The Secretary also argues that the March 27, 1985 amendments to the St. Vincent-MIL agreement did not change the agreement into a lease. Central to these amendments was the fact that St. Vincent took over the function of employing the technicians who operate the CT scanning equipment. However, the Secretary contends that the fact that St. Vincent supplied operating technicians does not subvert the substance of its agreement with MIL. Indeed, the amendments did not recognize that the agreement was transformed to a lease. In fact, the amendments contained an option to lease the equipment at the end of the term of the agreement. If the amendments intended the agreement to be a lease, the Secretary argues, there would be no point in it containing an option to lease.

Further, the fact that St. Vincent supplied the operating technicians for the new scanner is not dispositive. St. Vincent chose to supply the technicians, it was not required to supply the technicians under the agreement. The implication of the amendment was that St. Vincent, despite choosing to supply its own technologists, could have requested MIL to take over the staffing of the CT scanner at any time. In any event, the staffing of the CT scanner was only a small part of the bundle of services that MIL provided. Even after the amendments, MIL was still ultimately responsible for the proper operations, maintenance (including a $25,000 x-ray tube replacement), and necessary renovations.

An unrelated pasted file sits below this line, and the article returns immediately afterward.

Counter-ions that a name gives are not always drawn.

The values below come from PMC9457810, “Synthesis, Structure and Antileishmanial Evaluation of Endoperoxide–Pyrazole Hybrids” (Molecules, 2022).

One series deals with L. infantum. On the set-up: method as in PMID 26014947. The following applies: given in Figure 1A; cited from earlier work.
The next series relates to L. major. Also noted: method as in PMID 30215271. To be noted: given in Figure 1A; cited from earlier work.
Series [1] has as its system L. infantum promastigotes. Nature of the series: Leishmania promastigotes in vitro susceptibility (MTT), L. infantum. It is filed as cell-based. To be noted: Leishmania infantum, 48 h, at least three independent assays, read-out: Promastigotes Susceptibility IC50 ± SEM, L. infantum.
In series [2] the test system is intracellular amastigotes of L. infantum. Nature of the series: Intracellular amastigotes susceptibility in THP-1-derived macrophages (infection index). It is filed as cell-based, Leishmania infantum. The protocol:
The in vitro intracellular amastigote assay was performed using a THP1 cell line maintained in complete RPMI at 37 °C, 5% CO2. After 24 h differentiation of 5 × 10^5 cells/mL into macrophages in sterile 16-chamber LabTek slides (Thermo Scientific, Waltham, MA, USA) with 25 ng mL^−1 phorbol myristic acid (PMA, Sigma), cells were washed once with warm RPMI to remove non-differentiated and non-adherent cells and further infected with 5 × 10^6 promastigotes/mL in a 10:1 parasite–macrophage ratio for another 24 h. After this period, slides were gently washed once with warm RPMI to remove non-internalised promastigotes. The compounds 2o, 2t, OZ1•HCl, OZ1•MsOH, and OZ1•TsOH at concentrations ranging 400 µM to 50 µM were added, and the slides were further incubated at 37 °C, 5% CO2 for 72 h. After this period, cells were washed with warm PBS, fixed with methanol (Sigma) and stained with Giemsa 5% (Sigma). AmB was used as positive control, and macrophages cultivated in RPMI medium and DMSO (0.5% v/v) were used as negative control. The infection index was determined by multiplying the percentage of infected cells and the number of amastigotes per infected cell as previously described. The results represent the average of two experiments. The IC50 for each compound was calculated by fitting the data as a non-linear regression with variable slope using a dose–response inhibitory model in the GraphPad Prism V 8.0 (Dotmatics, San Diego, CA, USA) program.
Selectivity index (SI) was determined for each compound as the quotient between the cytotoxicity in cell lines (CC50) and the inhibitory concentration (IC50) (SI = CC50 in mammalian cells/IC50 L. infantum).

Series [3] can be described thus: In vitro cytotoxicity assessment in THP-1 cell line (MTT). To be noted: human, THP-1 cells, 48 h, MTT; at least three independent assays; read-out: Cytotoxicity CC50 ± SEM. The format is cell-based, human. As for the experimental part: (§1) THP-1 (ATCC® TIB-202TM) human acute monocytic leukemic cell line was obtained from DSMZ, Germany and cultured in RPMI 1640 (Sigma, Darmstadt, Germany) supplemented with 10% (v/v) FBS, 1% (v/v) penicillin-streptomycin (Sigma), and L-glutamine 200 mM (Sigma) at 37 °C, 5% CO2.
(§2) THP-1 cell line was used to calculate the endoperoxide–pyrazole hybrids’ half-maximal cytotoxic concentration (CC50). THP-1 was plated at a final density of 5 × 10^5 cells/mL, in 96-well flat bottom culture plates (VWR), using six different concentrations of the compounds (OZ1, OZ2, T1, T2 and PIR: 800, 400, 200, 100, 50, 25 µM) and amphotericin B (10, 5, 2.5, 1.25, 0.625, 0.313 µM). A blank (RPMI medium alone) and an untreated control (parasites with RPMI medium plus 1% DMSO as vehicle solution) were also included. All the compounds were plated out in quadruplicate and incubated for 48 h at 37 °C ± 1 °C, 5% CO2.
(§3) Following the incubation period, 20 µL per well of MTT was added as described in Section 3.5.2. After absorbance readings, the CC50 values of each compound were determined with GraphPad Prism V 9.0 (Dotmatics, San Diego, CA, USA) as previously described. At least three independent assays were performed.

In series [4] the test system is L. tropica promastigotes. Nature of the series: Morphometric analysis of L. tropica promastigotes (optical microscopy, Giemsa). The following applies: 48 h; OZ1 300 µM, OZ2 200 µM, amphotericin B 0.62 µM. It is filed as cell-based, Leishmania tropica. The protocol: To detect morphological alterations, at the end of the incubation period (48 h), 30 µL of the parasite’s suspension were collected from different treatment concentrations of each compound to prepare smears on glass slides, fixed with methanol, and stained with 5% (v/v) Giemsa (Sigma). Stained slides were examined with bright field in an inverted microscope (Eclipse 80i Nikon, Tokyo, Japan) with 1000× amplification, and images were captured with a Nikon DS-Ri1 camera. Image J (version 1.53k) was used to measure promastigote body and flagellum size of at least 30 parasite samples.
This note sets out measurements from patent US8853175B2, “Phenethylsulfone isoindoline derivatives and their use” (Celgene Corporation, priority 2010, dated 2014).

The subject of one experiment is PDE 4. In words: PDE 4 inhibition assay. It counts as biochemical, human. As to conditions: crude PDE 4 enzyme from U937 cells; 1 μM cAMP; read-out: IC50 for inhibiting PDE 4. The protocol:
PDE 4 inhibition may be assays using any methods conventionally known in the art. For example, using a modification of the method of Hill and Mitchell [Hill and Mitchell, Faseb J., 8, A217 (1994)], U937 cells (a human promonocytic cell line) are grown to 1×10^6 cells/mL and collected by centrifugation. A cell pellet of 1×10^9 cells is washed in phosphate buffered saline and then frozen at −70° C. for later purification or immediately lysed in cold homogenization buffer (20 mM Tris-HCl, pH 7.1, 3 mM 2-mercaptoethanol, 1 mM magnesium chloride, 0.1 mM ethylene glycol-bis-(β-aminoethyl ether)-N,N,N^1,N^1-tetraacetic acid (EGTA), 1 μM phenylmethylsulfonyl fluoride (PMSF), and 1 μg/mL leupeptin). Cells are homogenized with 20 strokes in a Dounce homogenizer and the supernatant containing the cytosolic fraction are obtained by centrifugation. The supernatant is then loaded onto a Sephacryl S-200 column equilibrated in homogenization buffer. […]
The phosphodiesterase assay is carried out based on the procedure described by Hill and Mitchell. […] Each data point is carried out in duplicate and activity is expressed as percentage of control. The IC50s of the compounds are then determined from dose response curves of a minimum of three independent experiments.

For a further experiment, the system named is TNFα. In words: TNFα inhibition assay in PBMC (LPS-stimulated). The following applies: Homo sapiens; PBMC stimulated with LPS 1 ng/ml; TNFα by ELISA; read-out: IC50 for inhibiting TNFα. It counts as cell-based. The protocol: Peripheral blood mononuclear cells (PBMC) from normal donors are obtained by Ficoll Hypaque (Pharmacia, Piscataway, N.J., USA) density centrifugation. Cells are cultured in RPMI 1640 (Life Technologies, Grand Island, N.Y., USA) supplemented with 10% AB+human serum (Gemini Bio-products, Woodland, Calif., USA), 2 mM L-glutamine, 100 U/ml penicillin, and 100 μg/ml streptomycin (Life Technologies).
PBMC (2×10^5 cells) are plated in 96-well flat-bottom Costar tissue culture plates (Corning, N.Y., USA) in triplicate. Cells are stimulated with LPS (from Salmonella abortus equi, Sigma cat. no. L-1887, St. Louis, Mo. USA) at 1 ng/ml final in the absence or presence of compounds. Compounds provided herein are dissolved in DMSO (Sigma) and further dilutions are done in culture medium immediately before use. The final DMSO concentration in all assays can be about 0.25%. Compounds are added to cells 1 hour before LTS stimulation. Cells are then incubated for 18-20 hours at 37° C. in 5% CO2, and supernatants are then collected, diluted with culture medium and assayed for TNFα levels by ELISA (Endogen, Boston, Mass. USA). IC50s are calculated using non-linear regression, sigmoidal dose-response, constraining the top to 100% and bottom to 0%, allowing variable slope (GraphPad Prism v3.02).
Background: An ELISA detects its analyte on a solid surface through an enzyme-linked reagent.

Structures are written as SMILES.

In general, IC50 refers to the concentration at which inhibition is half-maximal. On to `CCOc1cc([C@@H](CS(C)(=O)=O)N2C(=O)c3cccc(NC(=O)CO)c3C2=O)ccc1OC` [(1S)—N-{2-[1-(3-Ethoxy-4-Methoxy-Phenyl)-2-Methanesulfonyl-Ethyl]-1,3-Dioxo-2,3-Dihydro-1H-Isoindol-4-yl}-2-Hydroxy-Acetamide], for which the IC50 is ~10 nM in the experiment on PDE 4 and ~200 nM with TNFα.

Finally, the Secretary cites Bethany Methodist Hospital v. Blue Cross & Blue Shield Association/Blue Cross & Blue Shield of Illinois, [1989-1 Transfer Binder] Medicare & Medicaid Guide (CCH) ¶ 37,658 (PRRB Hearing Decision, February 15, 1989), for the proposition that "possession, use and enjoyment" of the asset is irrelevant within the context of a service agreement. In the Bethany case, the PRRB found that "the agreement the provider entered into was a service contract in which payments were predicated on units of service provided." Similarly, in the instant case, the payments St. Vincent made to MIL were predicated on units of service provided. Therefore, the Secretary argues, "possession, use, and enjoyment" is an improper test to use in this case.

B. St. Vincent's Position

St. Vincent's position is that the only requirement under federal law for leased or licensed assets to receive "capital-related" cost treatment is that St. Vincent must have "possession, use and enjoyment" of such assets in accordance with 42 C.F.R. § 413.130(b)(1). Because the CT scanning equipment at issue was (1) located only within the hospital premises; (2) used exclusively by employees and staff of St. Vincent for its patients; and (3) enjoyed only by St. Vincent who established and reaped operational benefits; there is no doubt that St. Vincent had possession, use, and enjoyment of the CT scanning equipment.